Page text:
By Andrea Roundy, Leavitt Group
Though we cannot prevent some disasters from occurring and affecting our businesses, we can implement measures to increase our resilience to these disasters and improve our ability to recover from such events. Here are a few suggestions for preparing your business for disaster:
- Establish a recovery team that includes a primary and back-up crisis manager. Make sure all members of the team understand their role in the recovery process.
- Identify critical business functions along with the resources, personnel, and actions required to restore these functions during a disaster recovery.
- Locate an alternative location where you can operate your business should disaster make your current location temporarily uninhabitable. Identify a location as an emergency command center for recovery efforts.
- Outline a plan to communicate with your employees, vendors, suppliers, key customers, and the media.
- Make a copy of your disaster recovery plan (including employee, customer, and supplier contact information) and store it in an offsite location.
In addition to the above recommendations, contact your Leavitt Group insurance consultant to review your current insurance coverage to make sure it is adequate for various types of disasters. For more details on preparing your business for disaster, visit preparemybusiness.org.
Statistics show that 90 percent* of businesses fail within a year following a disaster unless they are able to resume operations within the first five days after the disaster occurs. While the majority of large businesses have disaster recovery plans in place, many small to medium companies do not.
There are numerous resources available to aid a business in preparing for such events. These include preparemybusiness.org, disastersafety.org, and fema.gov.
By Andrea Roundy, Leavitt Group
Businesses that are set up to recover quickly from disaster will benefit by getting back in business sooner, restoring their income, getting their employees back to work more quickly, and continuing to provide the goods and services their community has come to rely on and enjoy. Though we all hope to not have to deal with the stress a disaster can bring, here are a few tips for business recovery should the need arise:
Following a disaster, make it a priority to keep people and property safe from further loss. Report power and gas line damage as soon as possible. Before allowing employees and customers to re-enter the property, it is important to ensure the building is safe. Make arrangements for a contractor or structural engineer to inspect your building and identify the extent of the damages. If the building is deemed unsafe for occupancy, make arrangements to work from a different location until repairs can be made.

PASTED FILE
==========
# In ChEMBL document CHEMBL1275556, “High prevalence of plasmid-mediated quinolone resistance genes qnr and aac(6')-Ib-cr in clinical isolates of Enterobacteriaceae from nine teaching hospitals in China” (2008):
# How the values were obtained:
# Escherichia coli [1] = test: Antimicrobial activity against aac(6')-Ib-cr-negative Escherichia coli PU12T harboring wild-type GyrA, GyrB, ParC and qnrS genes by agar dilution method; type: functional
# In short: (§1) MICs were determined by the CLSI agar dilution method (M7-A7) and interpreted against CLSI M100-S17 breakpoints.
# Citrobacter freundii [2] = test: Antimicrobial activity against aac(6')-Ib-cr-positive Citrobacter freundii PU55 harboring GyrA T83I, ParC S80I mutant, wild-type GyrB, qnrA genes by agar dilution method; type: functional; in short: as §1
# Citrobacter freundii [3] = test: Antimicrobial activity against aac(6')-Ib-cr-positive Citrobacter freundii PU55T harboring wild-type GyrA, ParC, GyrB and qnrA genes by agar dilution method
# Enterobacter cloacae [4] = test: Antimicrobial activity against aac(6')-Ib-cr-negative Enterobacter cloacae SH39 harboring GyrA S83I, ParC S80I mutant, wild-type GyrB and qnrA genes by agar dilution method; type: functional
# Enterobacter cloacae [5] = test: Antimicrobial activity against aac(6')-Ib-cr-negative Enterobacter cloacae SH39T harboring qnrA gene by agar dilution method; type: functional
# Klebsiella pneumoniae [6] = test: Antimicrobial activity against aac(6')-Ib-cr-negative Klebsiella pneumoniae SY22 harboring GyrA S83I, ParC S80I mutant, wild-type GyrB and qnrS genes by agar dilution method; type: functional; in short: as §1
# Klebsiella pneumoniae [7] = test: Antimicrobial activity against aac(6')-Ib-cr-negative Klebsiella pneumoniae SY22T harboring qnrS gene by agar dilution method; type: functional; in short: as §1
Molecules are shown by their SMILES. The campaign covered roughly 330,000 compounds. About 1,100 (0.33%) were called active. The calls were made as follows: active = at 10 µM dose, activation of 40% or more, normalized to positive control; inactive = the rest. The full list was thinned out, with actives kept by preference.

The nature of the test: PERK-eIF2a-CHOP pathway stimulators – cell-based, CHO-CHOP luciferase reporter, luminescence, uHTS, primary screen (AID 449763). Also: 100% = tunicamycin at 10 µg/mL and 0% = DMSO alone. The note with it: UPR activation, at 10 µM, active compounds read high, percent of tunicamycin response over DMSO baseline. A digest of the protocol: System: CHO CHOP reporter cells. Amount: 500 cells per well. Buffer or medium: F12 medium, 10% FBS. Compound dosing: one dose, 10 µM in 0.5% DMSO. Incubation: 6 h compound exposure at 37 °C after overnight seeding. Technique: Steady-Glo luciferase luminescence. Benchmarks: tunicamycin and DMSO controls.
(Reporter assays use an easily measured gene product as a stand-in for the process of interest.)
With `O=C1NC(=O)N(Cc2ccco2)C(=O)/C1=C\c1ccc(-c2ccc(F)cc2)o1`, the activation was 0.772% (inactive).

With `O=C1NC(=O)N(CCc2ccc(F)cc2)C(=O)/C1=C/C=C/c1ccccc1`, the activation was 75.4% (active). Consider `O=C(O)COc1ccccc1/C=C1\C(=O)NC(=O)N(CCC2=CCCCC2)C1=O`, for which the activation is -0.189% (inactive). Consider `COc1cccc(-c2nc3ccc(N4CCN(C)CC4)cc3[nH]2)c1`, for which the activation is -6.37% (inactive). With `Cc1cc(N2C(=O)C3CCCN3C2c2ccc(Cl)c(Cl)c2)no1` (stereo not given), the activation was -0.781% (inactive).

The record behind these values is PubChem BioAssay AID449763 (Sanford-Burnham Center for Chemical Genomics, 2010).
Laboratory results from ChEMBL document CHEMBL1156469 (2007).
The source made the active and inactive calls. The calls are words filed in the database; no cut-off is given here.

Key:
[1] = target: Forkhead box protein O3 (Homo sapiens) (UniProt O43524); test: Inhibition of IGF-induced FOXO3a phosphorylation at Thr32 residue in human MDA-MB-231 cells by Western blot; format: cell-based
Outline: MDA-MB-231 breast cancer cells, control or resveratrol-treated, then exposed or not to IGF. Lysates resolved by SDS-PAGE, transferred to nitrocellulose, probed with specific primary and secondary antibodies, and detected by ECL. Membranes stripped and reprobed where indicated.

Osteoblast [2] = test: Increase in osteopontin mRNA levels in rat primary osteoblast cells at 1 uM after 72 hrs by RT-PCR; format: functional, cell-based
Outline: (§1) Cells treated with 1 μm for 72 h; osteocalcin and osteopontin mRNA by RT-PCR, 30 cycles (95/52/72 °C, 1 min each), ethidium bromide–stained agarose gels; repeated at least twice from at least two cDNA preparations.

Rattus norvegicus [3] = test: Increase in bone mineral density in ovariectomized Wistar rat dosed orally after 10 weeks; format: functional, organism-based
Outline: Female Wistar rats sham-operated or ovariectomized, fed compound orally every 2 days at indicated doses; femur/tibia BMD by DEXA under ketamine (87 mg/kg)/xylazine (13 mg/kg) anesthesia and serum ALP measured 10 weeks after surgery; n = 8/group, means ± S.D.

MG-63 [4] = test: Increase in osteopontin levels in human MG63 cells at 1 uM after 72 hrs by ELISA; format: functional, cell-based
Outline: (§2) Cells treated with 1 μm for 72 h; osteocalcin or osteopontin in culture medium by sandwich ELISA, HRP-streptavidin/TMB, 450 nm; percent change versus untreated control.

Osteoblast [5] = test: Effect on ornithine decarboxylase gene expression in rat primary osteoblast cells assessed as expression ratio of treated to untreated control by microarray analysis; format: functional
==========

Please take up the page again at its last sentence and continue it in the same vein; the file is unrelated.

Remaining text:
Report Your Losses.
It is important that you get in contact with your insurance agent as quickly as possible to report your losses. Be prepared to provide details regarding how, where, and when the loss or damage occurred. If possible, it is helpful to have your policy number available when you call.
Beyond the initial general description you provide to your insurance agent, it is important to make note of all damages as you conduct a more thorough investigation of your property. Keep track of all damages you find, including those to the building structure (roofing, siding, and windows), property, signage, equipment, product inventory, and raw materials. Taking photos or videos will be helpful in documenting specific details.
Prevent Further Damage with Temporary Repairs.
Taking time to make temporary repairs can be helpful in protecting your property from further damage. Prevent weather-related damage by covering holes in the roof and boarding up broken windows. Block off areas of the building that are completely unusable. If moving to a temporary location, notify your customers and suppliers of the change of address to prevent unnecessary traffic around damaged property.
Start Cleaning Up.
The clean-up efforts you employ will depend on the nature and extent of the damages that have occurred. Your insurance company may recommend you hire a professional cleaning service. However, regardless of who does the work, clean-up efforts should be handled in a way that prevents further damage or injury from occurring. If you and your employees are handling the job, use eye protection, gloves, hardhats, and dust masks/respirators. Sanitation systems and gas and power lines should be restored as quickly as possible – contact the appropriate companies for each of these items to be repaired.
The coverages discussed herein are for illustrative purposes only. The terms and conditions of your specific policy may differ from those described.
Please consult the provisions of your policy for the terms, conditions, and exclusions that apply to your coverage.